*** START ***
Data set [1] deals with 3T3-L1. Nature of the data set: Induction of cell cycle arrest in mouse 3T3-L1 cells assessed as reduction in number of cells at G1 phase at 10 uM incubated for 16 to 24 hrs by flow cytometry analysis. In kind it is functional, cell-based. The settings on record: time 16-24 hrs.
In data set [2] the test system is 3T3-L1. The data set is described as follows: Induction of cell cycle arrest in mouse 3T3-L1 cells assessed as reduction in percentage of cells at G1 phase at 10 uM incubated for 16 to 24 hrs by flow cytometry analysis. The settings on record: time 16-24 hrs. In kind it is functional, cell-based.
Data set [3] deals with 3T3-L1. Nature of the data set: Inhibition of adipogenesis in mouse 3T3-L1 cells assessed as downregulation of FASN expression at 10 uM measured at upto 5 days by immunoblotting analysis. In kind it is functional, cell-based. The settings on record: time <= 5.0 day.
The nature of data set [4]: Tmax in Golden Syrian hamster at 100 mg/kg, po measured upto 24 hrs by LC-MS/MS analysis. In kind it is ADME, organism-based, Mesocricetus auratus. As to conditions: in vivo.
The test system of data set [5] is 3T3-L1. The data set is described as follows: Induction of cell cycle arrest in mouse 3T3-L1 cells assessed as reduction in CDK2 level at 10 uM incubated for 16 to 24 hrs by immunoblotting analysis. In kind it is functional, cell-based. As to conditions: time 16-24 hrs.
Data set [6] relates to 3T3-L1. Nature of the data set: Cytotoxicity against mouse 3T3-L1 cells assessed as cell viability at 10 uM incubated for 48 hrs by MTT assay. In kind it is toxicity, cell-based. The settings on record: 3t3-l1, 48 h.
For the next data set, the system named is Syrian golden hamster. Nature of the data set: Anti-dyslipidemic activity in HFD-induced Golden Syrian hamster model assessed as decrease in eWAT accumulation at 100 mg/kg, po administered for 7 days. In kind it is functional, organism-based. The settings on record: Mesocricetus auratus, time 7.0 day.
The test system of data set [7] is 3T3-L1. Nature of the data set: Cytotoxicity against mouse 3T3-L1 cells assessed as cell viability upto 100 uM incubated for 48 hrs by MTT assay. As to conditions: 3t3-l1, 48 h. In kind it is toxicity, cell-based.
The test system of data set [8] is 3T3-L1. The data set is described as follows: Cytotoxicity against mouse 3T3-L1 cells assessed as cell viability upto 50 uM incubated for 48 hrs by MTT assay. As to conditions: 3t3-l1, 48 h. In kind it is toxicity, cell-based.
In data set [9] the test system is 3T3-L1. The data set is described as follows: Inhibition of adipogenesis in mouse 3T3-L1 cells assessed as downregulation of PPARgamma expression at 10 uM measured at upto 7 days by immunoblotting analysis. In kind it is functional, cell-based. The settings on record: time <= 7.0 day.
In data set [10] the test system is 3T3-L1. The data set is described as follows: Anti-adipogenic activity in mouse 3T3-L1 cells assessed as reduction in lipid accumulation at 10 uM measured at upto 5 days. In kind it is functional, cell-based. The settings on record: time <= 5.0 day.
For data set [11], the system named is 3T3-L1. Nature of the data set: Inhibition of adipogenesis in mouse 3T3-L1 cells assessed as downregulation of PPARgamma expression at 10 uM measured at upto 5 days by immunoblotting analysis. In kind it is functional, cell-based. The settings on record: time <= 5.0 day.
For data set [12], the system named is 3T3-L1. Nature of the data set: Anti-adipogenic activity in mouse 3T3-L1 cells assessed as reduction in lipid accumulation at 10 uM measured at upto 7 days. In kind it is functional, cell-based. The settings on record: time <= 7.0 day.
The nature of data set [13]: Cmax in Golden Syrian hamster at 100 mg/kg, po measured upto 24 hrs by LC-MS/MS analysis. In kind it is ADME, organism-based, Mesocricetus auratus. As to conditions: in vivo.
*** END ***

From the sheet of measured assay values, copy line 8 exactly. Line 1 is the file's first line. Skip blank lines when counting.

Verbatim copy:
The test system of data set [7] is 3T3-L1. Nature of the data set: Cytotoxicity against mouse 3T3-L1 cells assessed as cell viability upto 100 uM incubated for 48 hrs by MTT assay. As to conditions: 3t3-l1, 48 h. In kind it is toxicity, cell-based.